We investigated the effectiveness of TiO2 cenospheres in reducing the concentrations of three common harmful compounds, ammonium, nitrate, and nitrite, in fish aquariums. These cenospheres can contribute to more sustainable and eco-friendly aquarium filtration systems while also improving the health of fish. We designed a 30-day experiment with three treatment groups based on the filter type: (1) a control group with a conventional aquarium filter, (2) a group with a TiO2 cenosphere filter, and (3) a group with a dark TiO2 cenosphere filter. The water quality was the same baseline in all groups, and each tank was monitored daily for changes in temperature, pH, ammonia, nitrate, and nitrite concentrations. We found that the TiO2 cenosphere filter was effective in reducing the concentrations of all three pollutants. By the end of the experimental period, the average concentration of nitrite in the control group was 10.7 µM, while the average concentration in the TiO2 cenosphere filter group dropped 55% to 4.7 µM from the baseline. The average concentration of nitrate was reduced by 17% and ammonia by 28% in the cenosphere-treated group. Hence, the cenospheres were effective in reducing the concentrations of all three pollutants, with the greatest reduction seen for nitrite. These findings support further investigation for incorporating TiO2 cenospheres into aquarium filtration to help reduce the environmental burden of the aquarium industry. Full article
(This article belongs to the Special Issue Photocatalytic Applications in Wastewater Treatment)
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Planned Papers

The below list represents only planned manuscripts. Some of these manuscripts have not been received by the Editorial Office yet. Papers submitted to MDPI journals are subject to peer-review.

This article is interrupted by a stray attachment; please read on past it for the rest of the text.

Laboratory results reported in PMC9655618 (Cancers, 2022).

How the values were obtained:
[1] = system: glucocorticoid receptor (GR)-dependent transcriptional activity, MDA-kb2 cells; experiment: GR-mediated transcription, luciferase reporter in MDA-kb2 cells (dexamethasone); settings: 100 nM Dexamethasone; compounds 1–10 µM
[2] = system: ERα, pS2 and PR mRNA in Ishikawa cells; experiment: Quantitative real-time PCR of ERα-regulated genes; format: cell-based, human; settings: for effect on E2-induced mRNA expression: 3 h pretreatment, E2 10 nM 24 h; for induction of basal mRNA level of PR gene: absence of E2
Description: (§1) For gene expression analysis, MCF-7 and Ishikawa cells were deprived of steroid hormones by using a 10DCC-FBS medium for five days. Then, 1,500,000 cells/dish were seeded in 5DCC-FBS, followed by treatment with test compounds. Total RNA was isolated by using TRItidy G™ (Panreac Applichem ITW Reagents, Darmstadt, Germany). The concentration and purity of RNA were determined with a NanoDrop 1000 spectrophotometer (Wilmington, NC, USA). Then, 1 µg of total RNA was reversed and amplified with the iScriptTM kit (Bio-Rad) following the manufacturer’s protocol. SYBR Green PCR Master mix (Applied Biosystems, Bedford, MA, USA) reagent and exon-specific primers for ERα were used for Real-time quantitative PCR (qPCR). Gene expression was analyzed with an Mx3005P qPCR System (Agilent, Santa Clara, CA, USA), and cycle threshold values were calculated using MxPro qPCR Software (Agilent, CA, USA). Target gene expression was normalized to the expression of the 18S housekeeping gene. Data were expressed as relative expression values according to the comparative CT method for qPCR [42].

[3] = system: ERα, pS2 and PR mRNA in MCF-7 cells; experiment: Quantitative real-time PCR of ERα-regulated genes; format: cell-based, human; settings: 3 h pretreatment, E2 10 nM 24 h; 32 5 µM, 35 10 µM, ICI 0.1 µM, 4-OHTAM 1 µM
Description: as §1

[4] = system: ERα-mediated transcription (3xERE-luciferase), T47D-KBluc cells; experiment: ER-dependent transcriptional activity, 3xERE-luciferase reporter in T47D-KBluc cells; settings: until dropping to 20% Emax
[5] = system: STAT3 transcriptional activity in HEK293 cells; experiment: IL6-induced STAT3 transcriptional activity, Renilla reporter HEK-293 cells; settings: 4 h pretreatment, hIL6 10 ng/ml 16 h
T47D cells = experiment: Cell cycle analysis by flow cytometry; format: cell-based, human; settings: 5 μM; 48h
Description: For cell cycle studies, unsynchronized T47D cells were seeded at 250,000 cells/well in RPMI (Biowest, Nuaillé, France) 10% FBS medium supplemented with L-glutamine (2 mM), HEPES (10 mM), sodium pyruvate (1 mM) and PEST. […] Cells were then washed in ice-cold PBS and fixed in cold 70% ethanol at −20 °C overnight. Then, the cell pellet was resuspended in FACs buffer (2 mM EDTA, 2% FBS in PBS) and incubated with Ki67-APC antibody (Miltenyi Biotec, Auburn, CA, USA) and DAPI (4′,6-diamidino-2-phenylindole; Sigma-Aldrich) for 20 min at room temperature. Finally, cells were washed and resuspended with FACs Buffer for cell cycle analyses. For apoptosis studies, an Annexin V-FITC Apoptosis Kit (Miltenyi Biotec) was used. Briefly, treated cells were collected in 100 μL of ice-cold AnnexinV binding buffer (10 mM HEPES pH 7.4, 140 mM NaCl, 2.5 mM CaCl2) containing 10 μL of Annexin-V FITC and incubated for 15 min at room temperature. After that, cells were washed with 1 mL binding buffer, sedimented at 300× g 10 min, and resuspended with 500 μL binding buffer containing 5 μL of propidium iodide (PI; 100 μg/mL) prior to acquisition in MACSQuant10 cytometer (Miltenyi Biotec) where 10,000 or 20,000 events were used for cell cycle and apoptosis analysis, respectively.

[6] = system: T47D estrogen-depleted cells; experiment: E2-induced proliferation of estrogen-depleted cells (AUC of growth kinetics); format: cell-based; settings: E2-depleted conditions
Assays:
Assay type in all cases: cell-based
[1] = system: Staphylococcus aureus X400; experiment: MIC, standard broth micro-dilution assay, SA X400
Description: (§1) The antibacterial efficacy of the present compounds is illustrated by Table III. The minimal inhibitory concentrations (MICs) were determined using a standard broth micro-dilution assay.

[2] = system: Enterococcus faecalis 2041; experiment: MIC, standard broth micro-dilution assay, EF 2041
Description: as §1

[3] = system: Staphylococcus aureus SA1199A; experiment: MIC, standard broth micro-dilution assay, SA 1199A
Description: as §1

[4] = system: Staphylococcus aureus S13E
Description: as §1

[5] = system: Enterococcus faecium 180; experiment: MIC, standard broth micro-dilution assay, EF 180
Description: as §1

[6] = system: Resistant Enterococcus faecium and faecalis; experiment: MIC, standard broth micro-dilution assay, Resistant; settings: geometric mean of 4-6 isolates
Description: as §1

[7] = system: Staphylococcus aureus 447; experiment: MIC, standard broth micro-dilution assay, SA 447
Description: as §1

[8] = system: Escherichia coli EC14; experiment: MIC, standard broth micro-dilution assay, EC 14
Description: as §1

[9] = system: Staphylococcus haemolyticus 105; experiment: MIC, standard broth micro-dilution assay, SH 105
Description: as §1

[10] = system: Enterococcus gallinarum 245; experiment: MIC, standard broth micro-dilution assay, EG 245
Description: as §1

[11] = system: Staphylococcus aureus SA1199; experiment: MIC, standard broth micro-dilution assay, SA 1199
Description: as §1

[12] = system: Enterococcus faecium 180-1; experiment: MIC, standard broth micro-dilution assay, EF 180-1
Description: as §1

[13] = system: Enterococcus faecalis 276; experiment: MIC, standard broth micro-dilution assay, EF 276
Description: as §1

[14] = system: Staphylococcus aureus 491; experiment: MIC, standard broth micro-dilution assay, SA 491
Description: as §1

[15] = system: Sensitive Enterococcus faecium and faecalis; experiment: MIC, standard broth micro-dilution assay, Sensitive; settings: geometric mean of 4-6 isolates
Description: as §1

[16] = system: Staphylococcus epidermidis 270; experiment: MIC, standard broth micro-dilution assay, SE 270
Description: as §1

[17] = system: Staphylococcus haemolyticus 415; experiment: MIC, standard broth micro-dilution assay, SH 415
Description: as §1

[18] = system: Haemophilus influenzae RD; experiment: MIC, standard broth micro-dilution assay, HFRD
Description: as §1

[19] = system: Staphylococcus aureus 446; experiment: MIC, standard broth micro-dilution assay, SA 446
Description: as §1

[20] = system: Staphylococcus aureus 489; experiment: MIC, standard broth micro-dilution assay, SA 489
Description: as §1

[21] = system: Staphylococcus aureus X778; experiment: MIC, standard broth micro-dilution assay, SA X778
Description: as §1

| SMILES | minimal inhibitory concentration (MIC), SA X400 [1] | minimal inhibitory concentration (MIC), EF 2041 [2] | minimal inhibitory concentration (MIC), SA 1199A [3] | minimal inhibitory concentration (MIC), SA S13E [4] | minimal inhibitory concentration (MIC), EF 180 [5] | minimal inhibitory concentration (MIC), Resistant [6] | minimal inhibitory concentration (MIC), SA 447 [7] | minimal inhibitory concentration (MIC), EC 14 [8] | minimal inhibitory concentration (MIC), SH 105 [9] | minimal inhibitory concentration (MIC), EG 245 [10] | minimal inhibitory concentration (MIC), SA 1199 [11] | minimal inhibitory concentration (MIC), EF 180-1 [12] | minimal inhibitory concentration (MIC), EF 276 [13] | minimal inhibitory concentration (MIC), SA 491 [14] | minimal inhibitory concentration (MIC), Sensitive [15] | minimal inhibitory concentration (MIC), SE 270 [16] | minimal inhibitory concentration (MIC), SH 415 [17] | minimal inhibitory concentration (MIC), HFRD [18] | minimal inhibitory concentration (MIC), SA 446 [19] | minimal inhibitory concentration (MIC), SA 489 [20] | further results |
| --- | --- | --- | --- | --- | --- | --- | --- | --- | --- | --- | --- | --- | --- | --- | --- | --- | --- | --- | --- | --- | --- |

Recent Strategies to Improve the Photocatalytic Activity of 2D SnS2 under Visible Light Irradiation

Ardiansyah Taufik 1 and Gimyeong Seong 2,*

Abstract: Tin (II) sulfide (SnS2) has emerged as one of the good candidates for visible light photocatalytic materials. As a member of the transition metal dichalcogenides (TMDs) family, SnS2 has a band gap of approximately 2.20 eV and a layered structure, making it a viable material for visible light activation with a high specific surface area. However, the application of SnS2 as a visible light photocatalyst still faces limitations such as high recombination of electrons and holes, as well as poor selectivity in its perfect crystal structure. Therefore, ongoing research focuses on strategies to improve the photocatalytic performance of SnS2. In this comprehensive review, we analyze recent advances and promising strategies for enhancing the photocatalytic performance of SnS2. Various approaches have been successfully reported, including controlling the reactive facets of SnS2, inducing defects in the crystal structure, manipulating morphologies, depositing noble metals, and forming heterostructures. We provide a detailed understanding of these phenomena as well as the preparation techniques involved. This review article aims to guide readers in considering the future potential applications of SnS2 as a promising visible light photocatalyst.

Keywords: SnS2; Photocatalytic; Visible Light; defect; heterostructure